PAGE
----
How to Compost Manure for a Healthy and Sustainable Garden

How to Compost Manure: A Step-by-Step Guide

Gardening enthusiasts and eco-conscious individuals are increasingly turning to composting as a sustainable way to enrich their soil. Composting manure is an excellent choice for those seeking organic fertilizers that promote healthy plant growth. In this comprehensive guide, we will walk you through the process of composting manure, from selecting the right materials to maintaining the perfect balance of nutrients.

1. Choose Your Manure Wisely

Not all types of manure are suitable for composting, so it’s important to pick the right one. Organic options like cow, horse, chicken, or sheep manure work best since they provide a rich source of nitrogen and other essential nutrients without harmful chemicals.

2. Gather Additional Ingredients

To create well-balanced compost with optimal nutrient content and microbial activity, mix your chosen manure with other organic materials such as dry leaves or straw (carbon-rich) and kitchen scraps (nitrogen-rich). This combination helps maintain the ideal carbon-to-nitrogen ratio in your compost pile.

3. Prepare Your Composting Area

Select a suitable site for your compost pile or bin – preferably on level ground with good drainage. Ensure easy access while considering factors such as sunlight exposure and proximity to water sources.

Avoid placing your composter:

  • Near trees or plants that may have aggressive roots;
  • In areas prone to excessive heat or extreme cold;
  • Where strong odors might become an issue for neighbors.

4. Build Your Compost Pile in Layers

Create layers using alternating thin sections of manure and other organic materials. This layering technique helps aerate the pile, allowing for proper decomposition. Aim to maintain a balanced mix of green (nitrogen-rich) and brown (carbon-rich) materials.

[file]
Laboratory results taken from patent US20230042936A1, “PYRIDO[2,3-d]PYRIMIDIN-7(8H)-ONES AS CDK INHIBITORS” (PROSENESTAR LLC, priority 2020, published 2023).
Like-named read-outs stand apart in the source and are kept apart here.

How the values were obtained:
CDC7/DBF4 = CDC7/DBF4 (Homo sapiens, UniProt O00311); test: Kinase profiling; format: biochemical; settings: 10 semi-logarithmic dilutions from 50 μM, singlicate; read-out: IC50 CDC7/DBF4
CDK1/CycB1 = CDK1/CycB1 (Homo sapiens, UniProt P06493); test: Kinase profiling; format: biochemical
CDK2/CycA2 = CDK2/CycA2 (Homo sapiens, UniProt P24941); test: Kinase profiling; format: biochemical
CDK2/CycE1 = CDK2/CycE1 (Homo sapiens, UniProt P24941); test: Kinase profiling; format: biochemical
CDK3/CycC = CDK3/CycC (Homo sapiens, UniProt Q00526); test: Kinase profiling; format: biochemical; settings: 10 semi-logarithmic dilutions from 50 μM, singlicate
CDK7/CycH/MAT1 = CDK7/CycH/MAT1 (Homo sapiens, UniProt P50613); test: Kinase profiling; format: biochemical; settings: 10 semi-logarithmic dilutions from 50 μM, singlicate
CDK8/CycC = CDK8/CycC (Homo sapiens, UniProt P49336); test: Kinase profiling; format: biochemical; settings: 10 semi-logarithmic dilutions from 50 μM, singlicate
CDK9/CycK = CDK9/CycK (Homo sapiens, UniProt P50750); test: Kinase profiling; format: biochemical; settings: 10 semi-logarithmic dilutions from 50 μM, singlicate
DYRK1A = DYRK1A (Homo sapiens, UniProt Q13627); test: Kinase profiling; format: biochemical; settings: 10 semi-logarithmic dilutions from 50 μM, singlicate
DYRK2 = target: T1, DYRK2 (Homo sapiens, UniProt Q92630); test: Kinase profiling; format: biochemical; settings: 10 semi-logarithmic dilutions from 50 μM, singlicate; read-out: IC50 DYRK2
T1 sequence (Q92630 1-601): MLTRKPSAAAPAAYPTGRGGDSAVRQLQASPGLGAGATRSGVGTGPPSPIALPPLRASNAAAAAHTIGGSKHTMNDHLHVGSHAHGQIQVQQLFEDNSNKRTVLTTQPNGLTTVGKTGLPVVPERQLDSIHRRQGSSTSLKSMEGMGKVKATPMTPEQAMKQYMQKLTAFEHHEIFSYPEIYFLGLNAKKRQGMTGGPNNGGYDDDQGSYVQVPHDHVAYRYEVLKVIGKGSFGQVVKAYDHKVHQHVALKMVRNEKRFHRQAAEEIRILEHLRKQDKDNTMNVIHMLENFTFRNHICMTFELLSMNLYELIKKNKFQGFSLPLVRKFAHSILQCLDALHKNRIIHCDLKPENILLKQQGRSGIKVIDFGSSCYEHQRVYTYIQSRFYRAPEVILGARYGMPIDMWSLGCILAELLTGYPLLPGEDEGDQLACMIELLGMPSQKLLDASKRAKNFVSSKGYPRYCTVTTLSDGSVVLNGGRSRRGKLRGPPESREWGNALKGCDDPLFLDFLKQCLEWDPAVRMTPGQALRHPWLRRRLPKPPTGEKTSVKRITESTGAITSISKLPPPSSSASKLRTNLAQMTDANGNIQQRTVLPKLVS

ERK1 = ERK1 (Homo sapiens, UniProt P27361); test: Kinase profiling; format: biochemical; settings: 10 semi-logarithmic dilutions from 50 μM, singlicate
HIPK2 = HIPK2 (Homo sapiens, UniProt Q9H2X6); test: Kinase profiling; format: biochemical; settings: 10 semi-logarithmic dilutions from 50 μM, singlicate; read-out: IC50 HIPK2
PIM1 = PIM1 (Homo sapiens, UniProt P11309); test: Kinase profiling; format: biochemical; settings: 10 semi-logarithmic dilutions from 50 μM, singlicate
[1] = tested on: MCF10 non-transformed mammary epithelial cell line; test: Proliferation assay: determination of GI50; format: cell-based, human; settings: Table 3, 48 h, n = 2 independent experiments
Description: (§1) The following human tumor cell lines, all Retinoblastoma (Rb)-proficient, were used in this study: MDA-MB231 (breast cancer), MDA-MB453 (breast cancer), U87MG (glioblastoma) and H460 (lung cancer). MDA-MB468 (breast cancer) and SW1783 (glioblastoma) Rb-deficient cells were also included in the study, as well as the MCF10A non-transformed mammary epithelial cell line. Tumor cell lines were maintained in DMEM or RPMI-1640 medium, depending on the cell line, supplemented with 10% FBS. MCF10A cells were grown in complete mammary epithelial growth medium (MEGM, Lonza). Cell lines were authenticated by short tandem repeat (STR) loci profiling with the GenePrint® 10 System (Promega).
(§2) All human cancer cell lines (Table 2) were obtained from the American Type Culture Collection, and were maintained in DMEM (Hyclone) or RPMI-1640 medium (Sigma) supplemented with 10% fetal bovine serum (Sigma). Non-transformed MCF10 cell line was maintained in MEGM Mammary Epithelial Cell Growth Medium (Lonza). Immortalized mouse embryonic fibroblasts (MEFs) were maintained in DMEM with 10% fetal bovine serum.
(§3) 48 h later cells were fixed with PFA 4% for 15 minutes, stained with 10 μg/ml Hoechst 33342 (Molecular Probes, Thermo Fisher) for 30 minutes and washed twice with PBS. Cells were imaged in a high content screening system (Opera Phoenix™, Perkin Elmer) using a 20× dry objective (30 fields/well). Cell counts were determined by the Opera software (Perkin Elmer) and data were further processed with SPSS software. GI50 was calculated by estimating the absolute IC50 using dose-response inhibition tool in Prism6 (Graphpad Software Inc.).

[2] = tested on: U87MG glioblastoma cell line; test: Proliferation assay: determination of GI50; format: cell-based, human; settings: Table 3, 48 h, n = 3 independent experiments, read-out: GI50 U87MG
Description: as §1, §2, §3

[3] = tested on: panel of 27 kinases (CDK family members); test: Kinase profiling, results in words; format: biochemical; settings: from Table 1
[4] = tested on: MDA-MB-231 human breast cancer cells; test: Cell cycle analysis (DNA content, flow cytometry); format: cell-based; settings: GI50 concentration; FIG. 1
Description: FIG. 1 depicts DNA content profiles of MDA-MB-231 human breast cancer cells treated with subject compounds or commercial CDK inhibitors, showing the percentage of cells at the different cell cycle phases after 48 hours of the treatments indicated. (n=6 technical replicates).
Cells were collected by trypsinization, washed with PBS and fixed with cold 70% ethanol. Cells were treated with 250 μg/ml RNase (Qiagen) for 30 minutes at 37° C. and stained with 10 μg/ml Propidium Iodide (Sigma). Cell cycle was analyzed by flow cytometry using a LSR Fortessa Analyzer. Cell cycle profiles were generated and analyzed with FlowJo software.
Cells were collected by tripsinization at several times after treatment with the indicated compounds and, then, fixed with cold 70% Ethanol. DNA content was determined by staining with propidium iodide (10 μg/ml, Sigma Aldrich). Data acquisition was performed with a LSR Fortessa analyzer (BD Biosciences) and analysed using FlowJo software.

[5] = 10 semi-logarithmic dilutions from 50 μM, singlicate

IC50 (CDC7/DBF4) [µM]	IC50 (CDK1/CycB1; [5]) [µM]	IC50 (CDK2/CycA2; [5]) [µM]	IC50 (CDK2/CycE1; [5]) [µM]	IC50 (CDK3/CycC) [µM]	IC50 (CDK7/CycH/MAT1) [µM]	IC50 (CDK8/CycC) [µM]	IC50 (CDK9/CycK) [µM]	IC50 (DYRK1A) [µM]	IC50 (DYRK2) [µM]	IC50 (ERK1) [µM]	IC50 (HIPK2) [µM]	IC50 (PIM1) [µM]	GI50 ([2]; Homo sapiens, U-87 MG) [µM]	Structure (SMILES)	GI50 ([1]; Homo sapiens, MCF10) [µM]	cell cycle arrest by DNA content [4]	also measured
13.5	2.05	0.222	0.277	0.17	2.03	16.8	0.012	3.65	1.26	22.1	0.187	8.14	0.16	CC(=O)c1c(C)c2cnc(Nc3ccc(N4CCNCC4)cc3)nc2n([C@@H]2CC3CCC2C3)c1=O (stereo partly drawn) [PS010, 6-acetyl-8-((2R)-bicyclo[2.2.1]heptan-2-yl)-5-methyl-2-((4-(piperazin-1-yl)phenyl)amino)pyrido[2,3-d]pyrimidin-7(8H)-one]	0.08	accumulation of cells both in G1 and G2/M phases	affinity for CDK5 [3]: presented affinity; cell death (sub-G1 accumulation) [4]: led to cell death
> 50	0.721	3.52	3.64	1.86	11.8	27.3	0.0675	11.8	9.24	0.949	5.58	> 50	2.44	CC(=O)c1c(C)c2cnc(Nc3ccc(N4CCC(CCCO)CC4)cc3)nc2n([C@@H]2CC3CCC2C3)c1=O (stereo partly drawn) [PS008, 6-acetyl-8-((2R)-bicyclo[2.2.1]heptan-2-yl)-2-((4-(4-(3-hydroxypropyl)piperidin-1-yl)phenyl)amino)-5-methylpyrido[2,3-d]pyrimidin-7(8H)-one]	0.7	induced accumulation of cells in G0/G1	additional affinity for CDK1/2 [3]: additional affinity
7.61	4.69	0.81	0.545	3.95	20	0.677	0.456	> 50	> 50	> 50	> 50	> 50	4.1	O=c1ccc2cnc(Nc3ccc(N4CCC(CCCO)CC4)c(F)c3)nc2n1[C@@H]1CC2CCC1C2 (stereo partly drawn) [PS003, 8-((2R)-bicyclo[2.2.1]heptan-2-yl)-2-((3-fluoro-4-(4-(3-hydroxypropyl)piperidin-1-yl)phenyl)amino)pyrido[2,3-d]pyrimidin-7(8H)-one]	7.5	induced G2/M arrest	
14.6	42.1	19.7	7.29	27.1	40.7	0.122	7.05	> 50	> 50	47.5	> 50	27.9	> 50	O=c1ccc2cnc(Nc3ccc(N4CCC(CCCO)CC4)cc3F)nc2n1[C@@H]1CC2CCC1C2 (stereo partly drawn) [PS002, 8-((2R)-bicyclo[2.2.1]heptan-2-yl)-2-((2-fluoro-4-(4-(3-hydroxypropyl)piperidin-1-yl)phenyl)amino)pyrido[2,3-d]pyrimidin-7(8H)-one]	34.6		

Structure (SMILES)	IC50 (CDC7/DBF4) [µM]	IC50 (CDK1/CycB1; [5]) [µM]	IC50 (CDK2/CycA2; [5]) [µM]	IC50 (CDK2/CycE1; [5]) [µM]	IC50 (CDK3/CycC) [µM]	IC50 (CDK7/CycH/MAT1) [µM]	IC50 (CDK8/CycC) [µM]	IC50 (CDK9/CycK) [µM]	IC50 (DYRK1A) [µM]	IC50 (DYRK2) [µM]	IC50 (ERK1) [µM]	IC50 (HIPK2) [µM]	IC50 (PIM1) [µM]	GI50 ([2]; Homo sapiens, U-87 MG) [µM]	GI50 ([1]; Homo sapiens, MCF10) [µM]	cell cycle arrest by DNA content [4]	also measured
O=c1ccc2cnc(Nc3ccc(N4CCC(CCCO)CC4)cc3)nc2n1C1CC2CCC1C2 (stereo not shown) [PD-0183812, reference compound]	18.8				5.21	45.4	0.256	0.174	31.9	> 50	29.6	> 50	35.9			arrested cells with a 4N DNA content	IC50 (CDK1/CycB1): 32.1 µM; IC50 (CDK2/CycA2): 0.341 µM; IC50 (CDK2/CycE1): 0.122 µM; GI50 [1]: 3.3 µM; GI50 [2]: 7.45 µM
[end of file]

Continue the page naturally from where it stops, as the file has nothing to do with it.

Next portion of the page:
5. Moisture Management

To ensure effective composting, monitor the moisture levels in your pile regularly. It should feel like a damp sponge when squeezed; add water if it’s too dry or more dry leaves if it becomes too wet.


Avoid overwatering as excessive moisture can lead to unpleasant odors or an anaerobic environment.

6. Turn Your Compost Pile

Mixing or turning your compost every few weeks helps speed up the breakdown process by introducing oxygen into different parts of the pile. Use a pitchfork or shovel to carefully turn over the layers, ensuring they are well-mixed.

7. Patience is Key

The length of time required for composting varies depending on factors such as temperature, moisture levels, and material types used. Generally, you can expect mature compost within 6 months to a year.


  • Avoid adding fresh manure directly to plants – let it fully decompose before using;
  • If your pile emits strong odors or attracts pests, adjust its carbon-to-nitrogen ratio;
  • For faster decomposition rates during cooler months, consider insulating your compost with straw bales;
  • Add finished compost to gardens in spring or fall for maximum benefits.

By following these simple steps and maintaining regular care for your compost pile, you will soon have nutrient-dense fertilizer that nourishes your plants and reduces your carbon footprint. Composting manure not only helps you recycle organic waste but also promotes a sustainable future for all.